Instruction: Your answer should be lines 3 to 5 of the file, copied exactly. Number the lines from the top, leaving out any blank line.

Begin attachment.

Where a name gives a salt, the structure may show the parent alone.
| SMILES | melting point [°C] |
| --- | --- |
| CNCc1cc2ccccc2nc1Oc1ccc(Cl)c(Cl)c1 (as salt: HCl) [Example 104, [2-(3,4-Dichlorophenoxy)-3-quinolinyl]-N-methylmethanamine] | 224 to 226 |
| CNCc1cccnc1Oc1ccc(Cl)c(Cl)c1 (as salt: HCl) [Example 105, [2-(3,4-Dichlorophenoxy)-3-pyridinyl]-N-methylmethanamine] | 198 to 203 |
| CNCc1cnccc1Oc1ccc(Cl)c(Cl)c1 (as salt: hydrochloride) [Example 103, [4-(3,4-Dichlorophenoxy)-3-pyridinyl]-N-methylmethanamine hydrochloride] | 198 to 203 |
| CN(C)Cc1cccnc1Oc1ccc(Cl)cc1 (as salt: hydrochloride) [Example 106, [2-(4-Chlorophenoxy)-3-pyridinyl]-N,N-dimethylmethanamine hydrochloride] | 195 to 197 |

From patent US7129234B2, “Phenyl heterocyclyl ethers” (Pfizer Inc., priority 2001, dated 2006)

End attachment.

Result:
| --- | --- |
| CNCc1cc2ccccc2nc1Oc1ccc(Cl)c(Cl)c1 (as salt: HCl) [Example 104, [2-(3,4-Dichlorophenoxy)-3-quinolinyl]-N-methylmethanamine] | 224 to 226 |
| CNCc1cccnc1Oc1ccc(Cl)c(Cl)c1 (as salt: HCl) [Example 105, [2-(3,4-Dichlorophenoxy)-3-pyridinyl]-N-methylmethanamine] | 198 to 203 |